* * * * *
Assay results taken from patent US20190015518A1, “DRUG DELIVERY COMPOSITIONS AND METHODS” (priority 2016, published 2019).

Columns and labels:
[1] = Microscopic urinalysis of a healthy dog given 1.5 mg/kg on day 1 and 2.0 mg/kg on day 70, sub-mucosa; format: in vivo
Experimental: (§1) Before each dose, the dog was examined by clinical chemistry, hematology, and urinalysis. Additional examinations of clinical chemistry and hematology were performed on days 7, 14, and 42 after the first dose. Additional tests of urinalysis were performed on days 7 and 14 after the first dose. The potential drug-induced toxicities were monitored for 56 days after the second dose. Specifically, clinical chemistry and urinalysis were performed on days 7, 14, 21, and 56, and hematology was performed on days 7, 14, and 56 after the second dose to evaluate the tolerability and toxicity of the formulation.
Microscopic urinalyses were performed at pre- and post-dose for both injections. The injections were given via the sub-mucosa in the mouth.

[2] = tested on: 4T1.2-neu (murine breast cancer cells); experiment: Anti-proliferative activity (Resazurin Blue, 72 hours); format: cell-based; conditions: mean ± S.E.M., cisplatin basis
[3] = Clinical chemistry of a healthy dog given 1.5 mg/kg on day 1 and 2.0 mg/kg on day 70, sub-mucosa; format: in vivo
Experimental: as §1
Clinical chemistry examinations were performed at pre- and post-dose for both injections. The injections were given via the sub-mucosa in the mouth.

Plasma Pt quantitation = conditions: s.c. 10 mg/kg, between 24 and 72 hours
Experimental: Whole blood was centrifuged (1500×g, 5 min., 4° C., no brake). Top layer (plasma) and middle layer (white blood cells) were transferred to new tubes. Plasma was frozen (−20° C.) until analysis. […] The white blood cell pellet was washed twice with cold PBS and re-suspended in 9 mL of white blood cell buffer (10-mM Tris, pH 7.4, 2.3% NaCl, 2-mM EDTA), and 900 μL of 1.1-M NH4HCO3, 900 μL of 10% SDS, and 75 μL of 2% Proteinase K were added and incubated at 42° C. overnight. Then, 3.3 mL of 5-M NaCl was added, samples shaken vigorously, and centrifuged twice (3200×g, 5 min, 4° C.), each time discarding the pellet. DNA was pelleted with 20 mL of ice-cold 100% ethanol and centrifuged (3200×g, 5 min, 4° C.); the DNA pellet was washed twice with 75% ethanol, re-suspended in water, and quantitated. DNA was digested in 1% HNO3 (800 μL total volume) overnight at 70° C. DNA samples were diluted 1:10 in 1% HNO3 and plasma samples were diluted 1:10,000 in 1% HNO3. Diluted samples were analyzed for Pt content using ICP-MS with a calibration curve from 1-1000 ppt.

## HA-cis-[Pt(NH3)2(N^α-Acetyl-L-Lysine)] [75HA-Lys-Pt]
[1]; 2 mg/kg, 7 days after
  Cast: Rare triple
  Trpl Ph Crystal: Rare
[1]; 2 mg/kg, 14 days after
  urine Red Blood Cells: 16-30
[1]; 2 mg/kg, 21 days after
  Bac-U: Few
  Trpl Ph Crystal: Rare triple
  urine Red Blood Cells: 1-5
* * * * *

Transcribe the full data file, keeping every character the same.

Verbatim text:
Assay results taken from patent US20190015518A1, “DRUG DELIVERY COMPOSITIONS AND METHODS” (priority 2016, published 2019).

Columns and labels:
[1] = Microscopic urinalysis of a healthy dog given 1.5 mg/kg on day 1 and 2.0 mg/kg on day 70, sub-mucosa; format: in vivo
Experimental: (§1) Before each dose, the dog was examined by clinical chemistry, hematology, and urinalysis. Additional examinations of clinical chemistry and hematology were performed on days 7, 14, and 42 after the first dose. Additional tests of urinalysis were performed on days 7 and 14 after the first dose. The potential drug-induced toxicities were monitored for 56 days after the second dose. Specifically, clinical chemistry and urinalysis were performed on days 7, 14, 21, and 56, and hematology was performed on days 7, 14, and 56 after the second dose to evaluate the tolerability and toxicity of the formulation.
Microscopic urinalyses were performed at pre- and post-dose for both injections. The injections were given via the sub-mucosa in the mouth.

[2] = tested on: 4T1.2-neu (murine breast cancer cells); experiment: Anti-proliferative activity (Resazurin Blue, 72 hours); format: cell-based; conditions: mean ± S.E.M., cisplatin basis
[3] = Clinical chemistry of a healthy dog given 1.5 mg/kg on day 1 and 2.0 mg/kg on day 70, sub-mucosa; format: in vivo
Experimental: as §1
Clinical chemistry examinations were performed at pre- and post-dose for both injections. The injections were given via the sub-mucosa in the mouth.

Plasma Pt quantitation = conditions: s.c. 10 mg/kg, between 24 and 72 hours
Experimental: Whole blood was centrifuged (1500×g, 5 min., 4° C., no brake). Top layer (plasma) and middle layer (white blood cells) were transferred to new tubes. Plasma was frozen (−20° C.) until analysis. […] The white blood cell pellet was washed twice with cold PBS and re-suspended in 9 mL of white blood cell buffer (10-mM Tris, pH 7.4, 2.3% NaCl, 2-mM EDTA), and 900 μL of 1.1-M NH4HCO3, 900 μL of 10% SDS, and 75 μL of 2% Proteinase K were added and incubated at 42° C. overnight. Then, 3.3 mL of 5-M NaCl was added, samples shaken vigorously, and centrifuged twice (3200×g, 5 min, 4° C.), each time discarding the pellet. DNA was pelleted with 20 mL of ice-cold 100% ethanol and centrifuged (3200×g, 5 min, 4° C.); the DNA pellet was washed twice with 75% ethanol, re-suspended in water, and quantitated. DNA was digested in 1% HNO3 (800 μL total volume) overnight at 70° C. DNA samples were diluted 1:10 in 1% HNO3 and plasma samples were diluted 1:10,000 in 1% HNO3. Diluted samples were analyzed for Pt content using ICP-MS with a calibration curve from 1-1000 ppt.

## HA-cis-[Pt(NH3)2(N^α-Acetyl-L-Lysine)] [75HA-Lys-Pt]
[1]; 2 mg/kg, 7 days after
  Cast: Rare triple
  Trpl Ph Crystal: Rare
[1]; 2 mg/kg, 14 days after
  urine Red Blood Cells: 16-30
[1]; 2 mg/kg, 21 days after
  Bac-U: Few
  Trpl Ph Crystal: Rare triple
  urine Red Blood Cells: 1-5